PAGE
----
The insurers say:

Given his age and the violence of his sport, it would cost $1.2 million for every $1 million of insurance to keep his arm covered.

Athlete No. 3: Takeru Kobayashi, competitive eater, Age 31

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Estimated yearly income: $150,000

Premium part: Stomach

Injury history: Arthritic jaw, diagnosed in June of 2007

Insurance quote: Coverage Denied

The insurers say:

No one will consider any part of an athlete whose job involves inhaling 57 cow brains in 15 minutes. Policies exclude "exposure to exceptional danger except in an attempt to save human life" for good reason.

Athlete No. 4: Cheryl Ford, WNBA All-Star, Age 28

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Estimated yearly income: $90,000

Premium part: Knees

Injury history: Cartilage tear in left knee, July of 2007; Torn ligaments in right knee, July of 2008

Insurance quote: Coverage denied

The insurers say:

Doctors aren't sure why, but female athletes are far more likely to tear ACLs. Women basketball players are some of the worst risks in pro sports because of their gender's history of knee injuries.

Athlete No. 5: Johnny Damon, New York Yankees OF, Age 35

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Estimated yearly income: $15 million

Premium part: Eyes

Injury history: Severe concussion in October of 2003; eye fluttering in June of 2009

Insurance quote: Coverage Denied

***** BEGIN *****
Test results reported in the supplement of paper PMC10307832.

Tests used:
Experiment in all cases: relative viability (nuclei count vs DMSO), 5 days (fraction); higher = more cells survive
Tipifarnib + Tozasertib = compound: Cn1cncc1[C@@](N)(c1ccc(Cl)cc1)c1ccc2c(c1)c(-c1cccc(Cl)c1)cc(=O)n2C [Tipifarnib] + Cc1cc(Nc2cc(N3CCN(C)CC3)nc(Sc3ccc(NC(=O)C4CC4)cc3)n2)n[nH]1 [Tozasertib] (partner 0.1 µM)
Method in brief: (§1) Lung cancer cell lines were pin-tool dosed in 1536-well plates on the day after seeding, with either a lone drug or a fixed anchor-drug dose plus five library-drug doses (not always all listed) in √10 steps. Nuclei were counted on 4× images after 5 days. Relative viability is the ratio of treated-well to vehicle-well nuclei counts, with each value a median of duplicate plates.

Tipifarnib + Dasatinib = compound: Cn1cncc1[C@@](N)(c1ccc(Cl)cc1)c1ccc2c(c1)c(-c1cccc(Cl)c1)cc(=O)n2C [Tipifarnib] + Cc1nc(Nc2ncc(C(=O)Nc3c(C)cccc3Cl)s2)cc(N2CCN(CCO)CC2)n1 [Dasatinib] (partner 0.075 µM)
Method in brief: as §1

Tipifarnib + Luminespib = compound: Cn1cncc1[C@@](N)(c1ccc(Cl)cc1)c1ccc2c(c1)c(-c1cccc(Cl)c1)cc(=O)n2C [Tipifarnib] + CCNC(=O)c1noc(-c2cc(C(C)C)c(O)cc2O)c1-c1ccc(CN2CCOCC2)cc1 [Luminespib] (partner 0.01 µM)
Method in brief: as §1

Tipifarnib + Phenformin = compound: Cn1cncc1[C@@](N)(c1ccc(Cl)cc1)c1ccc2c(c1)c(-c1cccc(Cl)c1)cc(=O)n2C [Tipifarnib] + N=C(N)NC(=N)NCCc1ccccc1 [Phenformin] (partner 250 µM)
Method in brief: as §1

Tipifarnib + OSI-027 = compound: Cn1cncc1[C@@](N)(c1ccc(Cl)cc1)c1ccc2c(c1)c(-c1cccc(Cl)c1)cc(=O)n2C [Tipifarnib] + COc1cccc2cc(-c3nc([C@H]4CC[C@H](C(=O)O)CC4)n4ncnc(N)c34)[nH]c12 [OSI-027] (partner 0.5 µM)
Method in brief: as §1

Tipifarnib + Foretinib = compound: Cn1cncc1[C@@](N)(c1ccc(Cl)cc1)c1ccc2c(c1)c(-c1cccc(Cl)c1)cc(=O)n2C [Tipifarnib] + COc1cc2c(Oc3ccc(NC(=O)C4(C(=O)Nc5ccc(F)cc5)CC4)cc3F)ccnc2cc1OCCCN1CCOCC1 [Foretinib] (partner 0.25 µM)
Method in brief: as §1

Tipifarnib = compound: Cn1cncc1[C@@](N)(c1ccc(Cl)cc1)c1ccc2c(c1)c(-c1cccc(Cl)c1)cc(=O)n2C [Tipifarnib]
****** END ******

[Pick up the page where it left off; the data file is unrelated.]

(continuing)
The insurers say:

Pending a CT scan and a detailed review of his eyes, Damon is uninsurable. Remember Kirby Puckett?

Athlete No. 6: Venus Williams, women's tennis star, Age 29

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Estimated yearly income: $15 million

Premium part: Wrists

Injury history: Sprained right wrist in January of 2006; sprained left wrist in July of 2006

Insurance quote: $75,000 - $525,000

The insurers say:

The wear and tear of playing the game the way Venus does has resulted in numerous injuries, and her makeup for recovery is unexceptional. Translation: very (very) high premium.

Athlete No. 7: Wayne Rooney, soccer star, Age 32

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Estimated yearly income: $20.4 million

Premium part: Feet

Injury history: Broken metatarsal in right foot, June of 2004 and April of 2006; Broken metatarsal in left foot, August of 2007

Insurance quote: $510,000

The insurers say:

He's so valuable to Manchester United that before the 2010 World Cup, the national team may end up having to insure his lower body for the club team.

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Peter Keating is a senior writer for ESPN The Magazine. His online archives can be found here.

Peter Keating is a senior writer at ESPN The Magazine, where he covers investigative and statistical subjects. He started writing "The Biz," a column looking at sports business from the fan's point of view, in 1999. He also coordinates the Magazine's annual "Ultimate Standings" project, which ranks all pro franchises according to how much they give back to fans. His work on concussions in football has earned awards from the Deadline Club, the New York Press Club and the Center for the Study of Sport in Society.